Farewell Heart Hospital is a gem nestled in the middle of the album, and is an instrumental that works. Sounding slightly as if its feeling its way, the track’s sparse instrumentation (plucked guitar and a simple piano melody) makes it feel improvised and unique.

It turns out Spooned, Snoozed and Straning is actually hiding a cheeky little electronic cover of Boys of Summer in the middle. What a treat!

The fuzzy felt cover, designed by 10 year old Liz is an visual delight, although could be improved greatly by it actually being real felt instead of just a picture of it.

Unless you’re a real grumpy guts, it’s impossible not to find something to love about this album. Buy it so they can afford to use fuzzy felt on every cover.

Catriona Boyle


The Scaramanga Six – The Dance of Death (Wrath)

Here it is the debut album by the Scaramanga Six. And what a debut it is, bringing together all the intuitive, exciting song craft, alongside the punchy, driving riffs, sax, bass, drums and all things nice. Each smack of the drum, thrash of the guitar and explosive vocal is purposeful and passionate. The six supply a very appealing, gutsy platter of Northern rock to get your teeth in to. Power and energy galore the band is gripping to watch live and their music is certainly worth spending your hard earned cash. 4/5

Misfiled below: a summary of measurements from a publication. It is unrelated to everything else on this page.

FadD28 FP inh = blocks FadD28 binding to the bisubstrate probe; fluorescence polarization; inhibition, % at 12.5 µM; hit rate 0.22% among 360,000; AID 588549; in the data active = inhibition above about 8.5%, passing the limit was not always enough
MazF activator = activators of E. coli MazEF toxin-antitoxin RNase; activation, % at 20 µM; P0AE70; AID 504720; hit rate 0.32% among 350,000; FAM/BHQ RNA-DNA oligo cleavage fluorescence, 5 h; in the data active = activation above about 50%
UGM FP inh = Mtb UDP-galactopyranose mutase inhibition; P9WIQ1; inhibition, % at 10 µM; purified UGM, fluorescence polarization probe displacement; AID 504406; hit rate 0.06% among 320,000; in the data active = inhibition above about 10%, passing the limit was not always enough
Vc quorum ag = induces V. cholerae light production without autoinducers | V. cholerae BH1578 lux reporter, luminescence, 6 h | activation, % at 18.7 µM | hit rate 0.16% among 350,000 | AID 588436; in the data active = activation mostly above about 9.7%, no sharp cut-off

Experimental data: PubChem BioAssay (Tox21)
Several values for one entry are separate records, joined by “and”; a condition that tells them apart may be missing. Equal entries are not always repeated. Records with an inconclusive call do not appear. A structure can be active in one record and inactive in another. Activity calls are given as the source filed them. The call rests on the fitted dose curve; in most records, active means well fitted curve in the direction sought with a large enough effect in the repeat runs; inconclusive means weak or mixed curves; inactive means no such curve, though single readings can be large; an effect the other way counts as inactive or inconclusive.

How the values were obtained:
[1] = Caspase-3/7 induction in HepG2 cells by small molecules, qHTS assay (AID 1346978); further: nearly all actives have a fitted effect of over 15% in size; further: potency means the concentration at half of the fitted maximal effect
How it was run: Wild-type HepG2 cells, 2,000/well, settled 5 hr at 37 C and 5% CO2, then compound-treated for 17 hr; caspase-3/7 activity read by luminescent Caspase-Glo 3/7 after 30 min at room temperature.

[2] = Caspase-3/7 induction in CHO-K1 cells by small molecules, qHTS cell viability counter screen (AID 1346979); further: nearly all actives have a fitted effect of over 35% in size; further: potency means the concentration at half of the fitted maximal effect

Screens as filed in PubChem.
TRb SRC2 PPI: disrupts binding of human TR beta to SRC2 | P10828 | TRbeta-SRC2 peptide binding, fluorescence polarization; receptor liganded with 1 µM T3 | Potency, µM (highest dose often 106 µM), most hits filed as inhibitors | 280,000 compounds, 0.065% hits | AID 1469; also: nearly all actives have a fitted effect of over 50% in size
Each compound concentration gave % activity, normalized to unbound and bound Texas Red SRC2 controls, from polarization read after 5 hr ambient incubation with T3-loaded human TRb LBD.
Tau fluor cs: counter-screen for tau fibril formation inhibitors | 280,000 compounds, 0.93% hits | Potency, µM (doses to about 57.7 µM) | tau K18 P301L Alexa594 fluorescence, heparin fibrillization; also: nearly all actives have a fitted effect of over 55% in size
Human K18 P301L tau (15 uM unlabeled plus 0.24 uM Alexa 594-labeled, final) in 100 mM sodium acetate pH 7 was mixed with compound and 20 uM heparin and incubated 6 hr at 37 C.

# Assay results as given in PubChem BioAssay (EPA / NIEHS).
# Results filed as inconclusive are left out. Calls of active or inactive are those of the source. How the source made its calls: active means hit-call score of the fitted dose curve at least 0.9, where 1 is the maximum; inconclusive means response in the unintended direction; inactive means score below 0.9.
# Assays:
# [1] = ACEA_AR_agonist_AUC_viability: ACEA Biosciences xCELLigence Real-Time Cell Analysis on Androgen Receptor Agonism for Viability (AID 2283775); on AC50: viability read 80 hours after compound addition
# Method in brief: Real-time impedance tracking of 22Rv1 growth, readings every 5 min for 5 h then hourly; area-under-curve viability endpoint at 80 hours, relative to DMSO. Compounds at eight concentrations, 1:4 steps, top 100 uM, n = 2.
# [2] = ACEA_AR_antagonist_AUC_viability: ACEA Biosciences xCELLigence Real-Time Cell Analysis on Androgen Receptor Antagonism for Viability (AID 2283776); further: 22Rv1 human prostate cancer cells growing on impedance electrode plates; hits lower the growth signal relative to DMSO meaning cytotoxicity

Gareth Ludkin


Reed KD – The Ashes Bloom

Reed KD is a singer songwriter from California. His songs have enjoyable, acoustic, summery melodies and country tinged riffs. The album is a varied, and enjoyable summer listen, it is certainly really heart felt music by Reed KD, a multi instrumentalist/ producer with talent. 3.5/5

Gareth Ludkin


Candy Thief – Like/Unlike (Fence)

Candy Thief. A name you should certainly endeavour to become familiar with. This 8 track album takes individual vocals and brilliant compositions using blues and soul to break the ice as you jump into the warm water of Candy Thief’s opening track ‘Catholic Blues’ The dramatic, moving opening track, a great benchmark for the rest of the album. Candy thief’s music is well rounded and well delivered. Her voice is delicately innocent, against the rich soul of ‘Catholic Blues’. Variety and enjoyable songs make this a very good album. One that I enjoy immensely and I urge you, to take the plunge. 4/5

Gareth Ludkin


Ash – Then & Now (Infectious Records)

Ash have knocked out a bit of a compilation to remind us all how good they were and give us a sneaky peek at the new album. Well thanks very much, like.